Exiles launch charter for HK diasporaLocal | Michael Shum 16 Mar 2021
Eight democracy activists now in self-imposed exile have launched the "2021 Hong Kong Charter."
In it they urge Hongkongers living abroad to fight for democracy in the SAR.
The eight are ex-Demosisto chairman Nathan Law Kwun-chung, former legislators Ted Hui Chi-fung and Sixtus Leung Chung-hang, one-time student leader Alex Chow Yong-kang, and activists Sunny Cheung Kwan-yang, Glacier Kwong Chung-ching, Ray Wong Toi-yeung and Brian Leung Kai-ping.
The group called on Hongkongers now overseas to sign the charter-petition to demonstrate their support in the fight for democracy, freedom and autonomy.
The petition calls for "the right to determine the future and affairs of Hong Kong," a separation of powers in government, the end to criminalizing speech and dropping of all charges against political exiles.
The charter also calls for "an end to one-party dictatorship and digital totalitarianism in China," and a halt to "cultural cleansing and genocide in Inner Mongolia, Tibet and Xinjiang."
Activists should also "connect democracy and freedom advocates around the world," including those fighting for social and climate justice and racial equality, the charter says.
"Numerous Hongkongers have no choice but to leave for exile," it said, while people remaining in the special administrative region "are living with the constant fear of being politically persecuted on any day.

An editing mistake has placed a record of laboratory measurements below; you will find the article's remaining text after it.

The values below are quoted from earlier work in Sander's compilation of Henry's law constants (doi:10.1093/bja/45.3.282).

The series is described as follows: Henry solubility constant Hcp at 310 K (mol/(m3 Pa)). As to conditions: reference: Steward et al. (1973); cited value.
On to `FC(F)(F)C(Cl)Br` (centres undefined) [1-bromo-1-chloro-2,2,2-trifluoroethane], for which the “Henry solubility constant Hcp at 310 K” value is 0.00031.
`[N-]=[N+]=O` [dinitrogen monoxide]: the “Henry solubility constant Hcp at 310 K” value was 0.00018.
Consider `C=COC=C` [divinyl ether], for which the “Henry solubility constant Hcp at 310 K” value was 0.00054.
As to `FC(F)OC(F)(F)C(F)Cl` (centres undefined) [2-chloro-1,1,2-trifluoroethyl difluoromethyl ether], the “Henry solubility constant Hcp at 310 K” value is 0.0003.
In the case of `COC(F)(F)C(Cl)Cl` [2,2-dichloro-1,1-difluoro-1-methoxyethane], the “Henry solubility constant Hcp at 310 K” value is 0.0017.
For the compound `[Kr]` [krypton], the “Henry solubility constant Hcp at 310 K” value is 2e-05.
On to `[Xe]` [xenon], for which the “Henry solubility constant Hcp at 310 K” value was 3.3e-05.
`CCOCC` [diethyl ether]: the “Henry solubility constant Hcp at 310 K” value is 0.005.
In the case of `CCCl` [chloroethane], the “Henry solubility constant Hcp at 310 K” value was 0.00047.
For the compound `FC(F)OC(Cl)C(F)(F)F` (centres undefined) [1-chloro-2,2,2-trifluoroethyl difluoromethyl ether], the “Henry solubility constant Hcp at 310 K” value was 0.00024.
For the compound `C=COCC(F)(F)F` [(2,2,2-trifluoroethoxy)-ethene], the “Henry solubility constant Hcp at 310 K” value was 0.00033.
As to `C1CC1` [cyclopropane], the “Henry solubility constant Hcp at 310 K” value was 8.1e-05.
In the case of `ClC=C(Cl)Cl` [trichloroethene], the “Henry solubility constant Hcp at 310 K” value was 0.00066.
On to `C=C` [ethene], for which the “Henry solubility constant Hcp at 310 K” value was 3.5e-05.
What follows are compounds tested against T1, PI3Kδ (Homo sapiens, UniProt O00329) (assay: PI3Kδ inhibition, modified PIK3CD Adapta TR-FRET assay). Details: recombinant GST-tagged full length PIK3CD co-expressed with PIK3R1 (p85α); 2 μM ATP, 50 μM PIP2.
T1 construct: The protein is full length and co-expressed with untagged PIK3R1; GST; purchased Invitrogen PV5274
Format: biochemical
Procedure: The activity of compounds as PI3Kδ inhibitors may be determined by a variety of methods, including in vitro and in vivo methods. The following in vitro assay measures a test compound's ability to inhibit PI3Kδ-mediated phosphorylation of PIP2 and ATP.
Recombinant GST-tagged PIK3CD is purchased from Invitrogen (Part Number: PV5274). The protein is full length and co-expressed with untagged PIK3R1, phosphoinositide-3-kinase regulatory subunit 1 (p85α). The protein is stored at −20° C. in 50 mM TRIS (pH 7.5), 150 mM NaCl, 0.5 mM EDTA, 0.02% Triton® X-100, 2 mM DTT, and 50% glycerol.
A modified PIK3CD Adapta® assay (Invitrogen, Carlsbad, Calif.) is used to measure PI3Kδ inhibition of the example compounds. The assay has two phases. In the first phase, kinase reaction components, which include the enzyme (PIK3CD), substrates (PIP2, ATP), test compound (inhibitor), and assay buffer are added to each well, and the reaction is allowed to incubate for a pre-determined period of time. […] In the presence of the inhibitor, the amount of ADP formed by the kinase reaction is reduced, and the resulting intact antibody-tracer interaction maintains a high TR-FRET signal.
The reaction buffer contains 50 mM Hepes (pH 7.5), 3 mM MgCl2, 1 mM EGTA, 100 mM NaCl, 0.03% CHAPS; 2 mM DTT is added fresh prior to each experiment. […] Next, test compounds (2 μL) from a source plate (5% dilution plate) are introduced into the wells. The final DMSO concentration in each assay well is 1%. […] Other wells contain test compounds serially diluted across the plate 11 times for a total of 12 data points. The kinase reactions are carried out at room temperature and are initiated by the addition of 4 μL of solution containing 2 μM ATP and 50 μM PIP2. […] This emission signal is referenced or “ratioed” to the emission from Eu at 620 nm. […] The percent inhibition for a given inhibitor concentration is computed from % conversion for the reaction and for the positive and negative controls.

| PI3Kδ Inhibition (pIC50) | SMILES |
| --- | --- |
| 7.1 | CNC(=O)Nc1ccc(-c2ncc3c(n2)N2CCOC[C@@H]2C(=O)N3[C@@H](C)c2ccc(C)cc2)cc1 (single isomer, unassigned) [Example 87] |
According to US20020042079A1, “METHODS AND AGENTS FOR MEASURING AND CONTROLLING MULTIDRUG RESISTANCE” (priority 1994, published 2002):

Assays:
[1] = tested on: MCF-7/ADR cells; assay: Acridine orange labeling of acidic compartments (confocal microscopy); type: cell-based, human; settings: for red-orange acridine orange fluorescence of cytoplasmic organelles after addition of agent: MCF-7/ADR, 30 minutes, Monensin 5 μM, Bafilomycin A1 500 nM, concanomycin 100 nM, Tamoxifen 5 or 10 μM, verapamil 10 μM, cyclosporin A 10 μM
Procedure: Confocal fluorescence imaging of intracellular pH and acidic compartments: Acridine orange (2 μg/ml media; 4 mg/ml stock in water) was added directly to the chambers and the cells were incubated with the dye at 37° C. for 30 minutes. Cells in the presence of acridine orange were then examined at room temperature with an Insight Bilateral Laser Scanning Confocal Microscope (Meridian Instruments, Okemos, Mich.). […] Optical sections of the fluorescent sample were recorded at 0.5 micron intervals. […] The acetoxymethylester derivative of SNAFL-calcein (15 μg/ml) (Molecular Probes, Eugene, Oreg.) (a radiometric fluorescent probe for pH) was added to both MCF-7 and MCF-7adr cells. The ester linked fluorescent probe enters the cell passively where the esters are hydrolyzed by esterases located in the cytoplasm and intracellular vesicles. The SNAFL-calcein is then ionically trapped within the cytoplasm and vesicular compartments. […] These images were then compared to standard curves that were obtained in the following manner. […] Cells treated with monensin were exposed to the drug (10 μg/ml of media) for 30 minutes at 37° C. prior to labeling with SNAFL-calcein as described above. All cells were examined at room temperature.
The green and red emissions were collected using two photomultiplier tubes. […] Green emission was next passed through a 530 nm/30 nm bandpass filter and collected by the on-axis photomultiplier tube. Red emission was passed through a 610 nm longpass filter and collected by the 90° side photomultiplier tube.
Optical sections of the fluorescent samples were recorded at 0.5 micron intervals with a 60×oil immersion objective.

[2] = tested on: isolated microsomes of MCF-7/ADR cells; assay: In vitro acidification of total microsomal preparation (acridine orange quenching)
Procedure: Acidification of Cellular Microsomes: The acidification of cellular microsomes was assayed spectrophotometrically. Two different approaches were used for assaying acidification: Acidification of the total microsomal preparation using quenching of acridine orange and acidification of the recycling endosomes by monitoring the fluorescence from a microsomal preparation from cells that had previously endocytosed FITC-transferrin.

"The 2021 electoral reforms imposed by the Chinese Communist Party further annihilated the democratic elements in our elections, putting the last nail in the coffin for one country, two systems."
Law, who left Hong Kong for Britain after the implementation of the national security law in June, said there is a need to bring together the voices of Hongkongers abroad.
"Under such high pressure from China, the diaspora from Hong Kong have more responsibility than ever to speak out and ensure we continue to draw international concern," he said.
Chow said he was in a dilemma before joining as he had not declared himself an exile but decided to join in to "show that Hongkongers will put up a struggle without any hesitation."